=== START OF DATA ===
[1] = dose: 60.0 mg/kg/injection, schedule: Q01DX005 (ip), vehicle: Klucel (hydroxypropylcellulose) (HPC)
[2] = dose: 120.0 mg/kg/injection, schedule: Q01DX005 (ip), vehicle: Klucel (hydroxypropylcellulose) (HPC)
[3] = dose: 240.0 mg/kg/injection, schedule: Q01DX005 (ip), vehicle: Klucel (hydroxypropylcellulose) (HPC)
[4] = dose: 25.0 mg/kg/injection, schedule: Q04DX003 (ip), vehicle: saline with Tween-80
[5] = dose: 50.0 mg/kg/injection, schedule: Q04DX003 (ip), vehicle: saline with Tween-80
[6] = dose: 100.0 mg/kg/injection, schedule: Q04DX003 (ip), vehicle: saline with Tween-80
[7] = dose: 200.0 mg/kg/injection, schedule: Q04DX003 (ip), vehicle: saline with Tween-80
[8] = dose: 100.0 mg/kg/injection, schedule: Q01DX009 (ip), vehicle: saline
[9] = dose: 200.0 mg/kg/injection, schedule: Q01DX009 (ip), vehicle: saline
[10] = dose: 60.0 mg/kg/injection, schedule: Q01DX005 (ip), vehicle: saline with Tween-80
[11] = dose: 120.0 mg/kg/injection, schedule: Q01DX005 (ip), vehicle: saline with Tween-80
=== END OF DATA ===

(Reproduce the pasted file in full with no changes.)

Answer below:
[1] = dose: 60.0 mg/kg/injection, schedule: Q01DX005 (ip), vehicle: Klucel (hydroxypropylcellulose) (HPC)
[2] = dose: 120.0 mg/kg/injection, schedule: Q01DX005 (ip), vehicle: Klucel (hydroxypropylcellulose) (HPC)
[3] = dose: 240.0 mg/kg/injection, schedule: Q01DX005 (ip), vehicle: Klucel (hydroxypropylcellulose) (HPC)
[4] = dose: 25.0 mg/kg/injection, schedule: Q04DX003 (ip), vehicle: saline with Tween-80
[5] = dose: 50.0 mg/kg/injection, schedule: Q04DX003 (ip), vehicle: saline with Tween-80
[6] = dose: 100.0 mg/kg/injection, schedule: Q04DX003 (ip), vehicle: saline with Tween-80
[7] = dose: 200.0 mg/kg/injection, schedule: Q04DX003 (ip), vehicle: saline with Tween-80
[8] = dose: 100.0 mg/kg/injection, schedule: Q01DX009 (ip), vehicle: saline
[9] = dose: 200.0 mg/kg/injection, schedule: Q01DX009 (ip), vehicle: saline
[10] = dose: 60.0 mg/kg/injection, schedule: Q01DX005 (ip), vehicle: saline with Tween-80
[11] = dose: 120.0 mg/kg/injection, schedule: Q01DX005 (ip), vehicle: saline with Tween-80